Assignment Title:

HOW BIOTECHNOLOGY IS IMPROVING YOUR AREA OF
RESEARCH?

 

Submitted By:   Ali Asad Yousaf (04-arid-35) Ph.D (Food Technology) 1st
Semester

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Submitted To:   Dr. Tayyaba Zainab

Course Title:
     Fundamentals of Biotechnology (BCH-724)

Area of
Research:            Baking Science, Role of Enzymes (Amylases) along
with Baker’s                                          Yeast

 

            Industrial production of
different enzymes and yeast which are considered as essential ingredient for
many food industries are being isolated and produced through biotechnology. Recent
developments in the area of biotechnology have made possible for food
technologists to utilize modified enzymes that would available for processed-food
industry such as baking, brewing, fruit juices and starch syrups.1, 2
In baking industry, the role of enzymes especially Amylases cannot be denied
due to their anit-stailing and smooth dough handling attributes. These are also
essential for attaining proper crumb texture, color, taste, moisture and
volume.3, 4, 5, 9

            Amylases hydrolyses the internal ?-1,4-glycosidic linkages of starch molecule to
convert it in its lower molecular weight derivatives like  glucose, maltose and maltotrioses.5, 7, 8
Amylases are also considerably vital as they have almost 25% share in the world
enzyme market that produce commercially through biotechnological means.8 Although
amylases can be acquired from multiple sources, such as plants, animals and
microorganisms but due to the advancements in food biotechnology, the microbial
amylases have almost swapped the others. In baking industry, now a days, starch
hydrolysis is done through these enzymes instead of chemical means.9

            A lot of enzymes are now produced on commercial bases by Genetically
Modified Organisms with the goal to attain higher production yields and
obviously of reduced costs.10 Thermo-stable maltogenic amylases
obtained from genetically engineered bacterial specie Bacillus stearothermophilus
are used commercially in bakery industry. 9 It is worth
mentioning here that these modified microbial amylases are more stable and have
broad spectrum of industrial applications than that of produced by chemical
means through plant and animal sources. 11

            In addition to
amylases, yeast is also another vital ingredient which is genetically modified
to improve and to maintain bread quality. The modification is desired Baker’s
Yeast to enhance its ability for dough leavening, its stability to tolerate
higher temperatures and varying pH ranges.10 In 1990, Gist-Brocades
(Delft, The Netherlands)12 developed the first genetically
modified baker’s yeast that was produced through self-cloned organism in which a
gene and promoter were transferred from a closely related yeast isolated into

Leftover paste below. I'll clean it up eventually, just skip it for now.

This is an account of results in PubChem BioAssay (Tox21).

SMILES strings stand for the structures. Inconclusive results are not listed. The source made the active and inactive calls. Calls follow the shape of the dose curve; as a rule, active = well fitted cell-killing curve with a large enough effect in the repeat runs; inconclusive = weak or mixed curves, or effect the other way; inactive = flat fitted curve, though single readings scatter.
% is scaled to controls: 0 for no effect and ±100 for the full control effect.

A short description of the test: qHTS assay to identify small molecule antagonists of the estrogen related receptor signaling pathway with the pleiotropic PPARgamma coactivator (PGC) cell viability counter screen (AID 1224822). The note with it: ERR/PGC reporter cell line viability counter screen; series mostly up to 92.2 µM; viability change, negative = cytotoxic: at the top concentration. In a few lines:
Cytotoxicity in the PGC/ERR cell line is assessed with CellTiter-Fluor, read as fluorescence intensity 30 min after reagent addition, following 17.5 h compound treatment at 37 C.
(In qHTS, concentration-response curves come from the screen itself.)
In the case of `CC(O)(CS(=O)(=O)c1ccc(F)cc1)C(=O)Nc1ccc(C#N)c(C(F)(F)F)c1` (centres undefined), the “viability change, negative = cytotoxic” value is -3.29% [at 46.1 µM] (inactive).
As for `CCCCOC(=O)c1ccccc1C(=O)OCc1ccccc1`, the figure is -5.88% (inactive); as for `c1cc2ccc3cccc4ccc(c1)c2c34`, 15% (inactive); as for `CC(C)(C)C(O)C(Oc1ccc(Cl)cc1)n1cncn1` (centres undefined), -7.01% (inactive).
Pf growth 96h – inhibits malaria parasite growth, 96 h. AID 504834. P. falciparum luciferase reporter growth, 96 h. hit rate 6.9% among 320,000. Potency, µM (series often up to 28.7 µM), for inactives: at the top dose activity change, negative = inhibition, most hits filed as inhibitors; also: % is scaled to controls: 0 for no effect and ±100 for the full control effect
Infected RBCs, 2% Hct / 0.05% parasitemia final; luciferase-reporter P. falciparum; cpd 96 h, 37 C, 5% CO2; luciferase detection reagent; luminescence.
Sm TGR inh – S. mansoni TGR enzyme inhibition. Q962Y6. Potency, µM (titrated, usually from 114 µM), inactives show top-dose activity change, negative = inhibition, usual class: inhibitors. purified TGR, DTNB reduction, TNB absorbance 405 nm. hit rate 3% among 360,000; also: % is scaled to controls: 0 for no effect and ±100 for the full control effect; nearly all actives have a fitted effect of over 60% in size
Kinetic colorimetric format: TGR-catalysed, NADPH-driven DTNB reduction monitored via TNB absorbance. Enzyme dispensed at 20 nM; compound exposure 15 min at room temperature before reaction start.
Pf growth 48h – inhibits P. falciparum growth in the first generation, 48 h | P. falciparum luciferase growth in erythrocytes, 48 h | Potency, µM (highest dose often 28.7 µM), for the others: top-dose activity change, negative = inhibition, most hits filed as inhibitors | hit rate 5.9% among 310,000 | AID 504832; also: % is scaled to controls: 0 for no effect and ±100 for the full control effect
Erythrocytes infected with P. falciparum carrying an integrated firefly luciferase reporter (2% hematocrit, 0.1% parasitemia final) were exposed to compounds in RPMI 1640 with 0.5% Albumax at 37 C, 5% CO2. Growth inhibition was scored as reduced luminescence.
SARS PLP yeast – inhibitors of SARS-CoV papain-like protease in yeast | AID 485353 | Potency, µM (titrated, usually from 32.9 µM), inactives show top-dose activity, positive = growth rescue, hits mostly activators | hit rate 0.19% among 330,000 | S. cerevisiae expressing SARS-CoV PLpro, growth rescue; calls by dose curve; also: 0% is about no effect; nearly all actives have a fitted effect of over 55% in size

another yeast strain. 13, 14

Literature Cited:

Couto, S. R and M. A. Sanromán. 2006. Application of
solid-state fermentation to food industry: A   review. J. Food Engr. 76: 291-302.

 

Marc J. E. C. van der Maarel, B. van der Veen, J. C. M.
Uitdehaag, H. Leemhuis, L. Dijkhuizen. 2002. Review article: Properties and applications of
starch-converting enzymes of the ?-amylase          family. J. Biotechnol. 94: 137-155.

 

De Stefanis, V.A and E.W Turner. 1981. Modified enzyme system
to inhibit bread firming method    for
          preparing same and use of
same in bread and other bakery products. Patent application                US4299848.

 

Sahlstro, S and E. Brathen. 1997. Effects of enzyme
preparations for baking, mixing time    and
resting time   on bread quality and
bread staling. Food Chem. 58: 75–80.

 

Gupta, R., P. Gigras, H. Mohapatra, V. K. Goswami, B. Chauhan.
2003. Microbial ?-amylases: A            biotechnological
perspective. Process. Biochem. 38: 1599 – 1616.

 

Kandra, L. 2003. ?-Amylases of medical and industrial
importance. J. Mol. Struc. (Theochem).  666–667,       487–498.

 

Rajagopalan, G. and C. Krishnan. 2008. Alpha-amylase
production from catabolite depressed Bacillus             subtilis KCC103 utilizing sugarcane bagasse
hydrolysate. Bioresour. Technol. 99: 3044-3050.

 

Reddy, N.S., A. Nimmagadda, K. R. S. Rao. 2003. An overview
of the microbial ?-amylase family. Afr. J.             Biotechnol. 2: 645-648.

 

De Souza, P. M and M. Pérola de Oliveira. 2010. Application of
Microbial ?-amylase in Industry: A   Review.
Braz. J. Microbiol. 41: 850-861

 

Linko, Y. Y., P. Javanainen, S. Linko. 1997. Biotechnology of
bread baking. Trends Food Sci.
 Technol. 81:        39-44.

 

Tanyildizi, M. S., D. Ozer, M. Elibol. 2005. Optimization of ?-amylase
production by Bacillus sp. using                response
surface methodology. Process. Biochem. 40: 2291–    2296.

 

Osinga, K. A., R. F Beudeker, J. B. Van der Plat, J. A. De
Hollander. 1989. Recombinant Yeast for More             Efficient Sugar Fermentation. Euro. P. 306-107.

 

Lloyd-Evans, L.P.M. 1994. Biotechnology-derived Foods and the
Battleground of Labelling. Trends Food        Sci.
Technol. 5: 363-367.

 

Teuber, M. 1993. Genetic Engineering Techniques in Food
Microbiology. Food Rev. Int.     9: 389-409.

 

 

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